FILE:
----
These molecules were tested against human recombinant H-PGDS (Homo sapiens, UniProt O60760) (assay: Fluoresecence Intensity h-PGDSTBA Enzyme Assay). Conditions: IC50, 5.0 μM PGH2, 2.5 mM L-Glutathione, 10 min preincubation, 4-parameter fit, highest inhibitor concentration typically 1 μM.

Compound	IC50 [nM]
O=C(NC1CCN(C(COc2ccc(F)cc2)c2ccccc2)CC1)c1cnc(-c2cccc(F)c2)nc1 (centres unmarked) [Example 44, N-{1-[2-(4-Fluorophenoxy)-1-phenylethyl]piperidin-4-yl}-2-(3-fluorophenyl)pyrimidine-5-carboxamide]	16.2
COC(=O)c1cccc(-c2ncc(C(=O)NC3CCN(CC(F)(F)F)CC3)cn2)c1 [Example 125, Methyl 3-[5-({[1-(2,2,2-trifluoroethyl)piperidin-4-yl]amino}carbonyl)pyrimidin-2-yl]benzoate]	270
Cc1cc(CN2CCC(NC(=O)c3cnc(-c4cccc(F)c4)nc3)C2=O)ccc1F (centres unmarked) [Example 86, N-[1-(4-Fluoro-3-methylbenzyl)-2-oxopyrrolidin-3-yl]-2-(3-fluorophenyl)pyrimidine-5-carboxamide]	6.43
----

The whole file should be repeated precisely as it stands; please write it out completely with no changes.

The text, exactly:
These molecules were tested against human recombinant H-PGDS (Homo sapiens, UniProt O60760) (assay: Fluoresecence Intensity h-PGDSTBA Enzyme Assay). Conditions: IC50, 5.0 μM PGH2, 2.5 mM L-Glutathione, 10 min preincubation, 4-parameter fit, highest inhibitor concentration typically 1 μM.

Compound	IC50 [nM]
O=C(NC1CCN(C(COc2ccc(F)cc2)c2ccccc2)CC1)c1cnc(-c2cccc(F)c2)nc1 (centres unmarked) [Example 44, N-{1-[2-(4-Fluorophenoxy)-1-phenylethyl]piperidin-4-yl}-2-(3-fluorophenyl)pyrimidine-5-carboxamide]	16.2
COC(=O)c1cccc(-c2ncc(C(=O)NC3CCN(CC(F)(F)F)CC3)cn2)c1 [Example 125, Methyl 3-[5-({[1-(2,2,2-trifluoroethyl)piperidin-4-yl]amino}carbonyl)pyrimidin-2-yl]benzoate]	270
Cc1cc(CN2CCC(NC(=O)c3cnc(-c4cccc(F)c4)nc3)C2=O)ccc1F (centres unmarked) [Example 86, N-[1-(4-Fluoro-3-methylbenzyl)-2-oxopyrrolidin-3-yl]-2-(3-fluorophenyl)pyrimidine-5-carboxamide]	6.43